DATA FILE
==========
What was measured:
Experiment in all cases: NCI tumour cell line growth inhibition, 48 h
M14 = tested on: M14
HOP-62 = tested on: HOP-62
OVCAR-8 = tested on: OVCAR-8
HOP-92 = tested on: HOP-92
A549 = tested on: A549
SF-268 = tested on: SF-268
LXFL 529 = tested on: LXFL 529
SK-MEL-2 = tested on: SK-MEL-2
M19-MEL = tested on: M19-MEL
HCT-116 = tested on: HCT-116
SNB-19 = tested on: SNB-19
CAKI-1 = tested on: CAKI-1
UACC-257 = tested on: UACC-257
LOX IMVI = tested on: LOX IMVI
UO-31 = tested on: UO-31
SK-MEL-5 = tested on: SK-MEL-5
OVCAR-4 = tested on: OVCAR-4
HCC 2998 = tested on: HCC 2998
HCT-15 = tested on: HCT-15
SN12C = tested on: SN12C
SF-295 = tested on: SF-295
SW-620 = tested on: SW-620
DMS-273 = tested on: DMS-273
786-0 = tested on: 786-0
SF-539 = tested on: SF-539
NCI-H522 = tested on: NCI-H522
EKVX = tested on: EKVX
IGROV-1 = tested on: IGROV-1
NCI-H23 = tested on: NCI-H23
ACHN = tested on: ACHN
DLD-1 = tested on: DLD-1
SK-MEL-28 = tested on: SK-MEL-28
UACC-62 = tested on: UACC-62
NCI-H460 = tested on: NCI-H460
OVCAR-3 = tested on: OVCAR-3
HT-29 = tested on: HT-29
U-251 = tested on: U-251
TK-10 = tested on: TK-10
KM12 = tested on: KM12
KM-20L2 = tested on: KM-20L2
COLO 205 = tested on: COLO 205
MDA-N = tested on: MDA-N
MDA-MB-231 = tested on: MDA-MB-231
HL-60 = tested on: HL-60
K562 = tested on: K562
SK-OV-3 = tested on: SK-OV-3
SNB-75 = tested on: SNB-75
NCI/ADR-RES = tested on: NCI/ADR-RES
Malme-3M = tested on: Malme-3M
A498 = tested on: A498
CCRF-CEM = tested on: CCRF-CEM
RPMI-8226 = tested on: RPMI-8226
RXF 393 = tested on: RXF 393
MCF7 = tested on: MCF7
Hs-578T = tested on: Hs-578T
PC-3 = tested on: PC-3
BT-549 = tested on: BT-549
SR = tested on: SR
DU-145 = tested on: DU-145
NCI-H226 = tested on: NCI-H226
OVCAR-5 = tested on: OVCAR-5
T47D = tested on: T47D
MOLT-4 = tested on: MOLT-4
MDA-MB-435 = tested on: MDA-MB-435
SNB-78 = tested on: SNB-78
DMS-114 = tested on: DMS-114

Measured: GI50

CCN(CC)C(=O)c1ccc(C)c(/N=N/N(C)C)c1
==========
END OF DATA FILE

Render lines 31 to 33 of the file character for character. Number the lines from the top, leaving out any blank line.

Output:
NCI-H23 = tested on: NCI-H23
ACHN = tested on: ACHN
DLD-1 = tested on: DLD-1